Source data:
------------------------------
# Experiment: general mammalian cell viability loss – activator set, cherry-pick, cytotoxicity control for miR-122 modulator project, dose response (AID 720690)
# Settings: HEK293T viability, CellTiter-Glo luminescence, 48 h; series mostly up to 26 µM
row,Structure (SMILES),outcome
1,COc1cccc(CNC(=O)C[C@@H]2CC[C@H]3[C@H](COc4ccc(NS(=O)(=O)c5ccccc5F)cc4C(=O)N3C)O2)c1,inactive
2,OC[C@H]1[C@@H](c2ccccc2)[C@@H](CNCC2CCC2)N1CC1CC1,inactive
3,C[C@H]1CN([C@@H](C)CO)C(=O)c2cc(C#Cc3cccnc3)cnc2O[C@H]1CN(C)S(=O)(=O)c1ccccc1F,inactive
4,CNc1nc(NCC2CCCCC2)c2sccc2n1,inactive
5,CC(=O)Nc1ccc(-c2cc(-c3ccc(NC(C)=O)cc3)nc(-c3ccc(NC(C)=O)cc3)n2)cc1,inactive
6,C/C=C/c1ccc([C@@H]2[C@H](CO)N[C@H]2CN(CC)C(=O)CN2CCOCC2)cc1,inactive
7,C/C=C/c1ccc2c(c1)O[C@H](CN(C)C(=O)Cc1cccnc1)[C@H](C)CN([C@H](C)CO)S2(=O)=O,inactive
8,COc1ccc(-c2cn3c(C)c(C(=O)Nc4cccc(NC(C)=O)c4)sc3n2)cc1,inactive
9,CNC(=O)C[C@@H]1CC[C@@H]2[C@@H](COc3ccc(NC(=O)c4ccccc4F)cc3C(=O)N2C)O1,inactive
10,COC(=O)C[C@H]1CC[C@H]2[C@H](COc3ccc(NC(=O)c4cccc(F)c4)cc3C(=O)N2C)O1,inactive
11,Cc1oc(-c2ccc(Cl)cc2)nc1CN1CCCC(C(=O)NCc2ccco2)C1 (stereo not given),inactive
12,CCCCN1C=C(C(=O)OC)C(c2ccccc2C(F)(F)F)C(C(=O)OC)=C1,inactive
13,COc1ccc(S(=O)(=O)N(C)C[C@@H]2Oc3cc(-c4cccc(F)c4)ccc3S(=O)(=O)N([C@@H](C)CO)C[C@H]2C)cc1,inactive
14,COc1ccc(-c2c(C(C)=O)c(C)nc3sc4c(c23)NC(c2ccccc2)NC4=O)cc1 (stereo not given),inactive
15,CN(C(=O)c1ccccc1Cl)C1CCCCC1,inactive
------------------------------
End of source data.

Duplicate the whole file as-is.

# Experiment: general mammalian cell viability loss – activator set, cherry-pick, cytotoxicity control for miR-122 modulator project, dose response (AID 720690)
# Settings: HEK293T viability, CellTiter-Glo luminescence, 48 h; series mostly up to 26 µM
row,Structure (SMILES),outcome
1,COc1cccc(CNC(=O)C[C@@H]2CC[C@H]3[C@H](COc4ccc(NS(=O)(=O)c5ccccc5F)cc4C(=O)N3C)O2)c1,inactive
2,OC[C@H]1[C@@H](c2ccccc2)[C@@H](CNCC2CCC2)N1CC1CC1,inactive
3,C[C@H]1CN([C@@H](C)CO)C(=O)c2cc(C#Cc3cccnc3)cnc2O[C@H]1CN(C)S(=O)(=O)c1ccccc1F,inactive
4,CNc1nc(NCC2CCCCC2)c2sccc2n1,inactive
5,CC(=O)Nc1ccc(-c2cc(-c3ccc(NC(C)=O)cc3)nc(-c3ccc(NC(C)=O)cc3)n2)cc1,inactive
6,C/C=C/c1ccc([C@@H]2[C@H](CO)N[C@H]2CN(CC)C(=O)CN2CCOCC2)cc1,inactive
7,C/C=C/c1ccc2c(c1)O[C@H](CN(C)C(=O)Cc1cccnc1)[C@H](C)CN([C@H](C)CO)S2(=O)=O,inactive
8,COc1ccc(-c2cn3c(C)c(C(=O)Nc4cccc(NC(C)=O)c4)sc3n2)cc1,inactive
9,CNC(=O)C[C@@H]1CC[C@@H]2[C@@H](COc3ccc(NC(=O)c4ccccc4F)cc3C(=O)N2C)O1,inactive
10,COC(=O)C[C@H]1CC[C@H]2[C@H](COc3ccc(NC(=O)c4cccc(F)c4)cc3C(=O)N2C)O1,inactive
11,Cc1oc(-c2ccc(Cl)cc2)nc1CN1CCCC(C(=O)NCc2ccco2)C1 (stereo not given),inactive
12,CCCCN1C=C(C(=O)OC)C(c2ccccc2C(F)(F)F)C(C(=O)OC)=C1,inactive
13,COc1ccc(S(=O)(=O)N(C)C[C@@H]2Oc3cc(-c4cccc(F)c4)ccc3S(=O)(=O)N([C@@H](C)CO)C[C@H]2C)cc1,inactive
14,COc1ccc(-c2c(C(C)=O)c(C)nc3sc4c(c23)NC(c2ccccc2)NC4=O)cc1 (stereo not given),inactive
15,CN(C(=O)c1ccccc1Cl)C1CCCCC1,inactive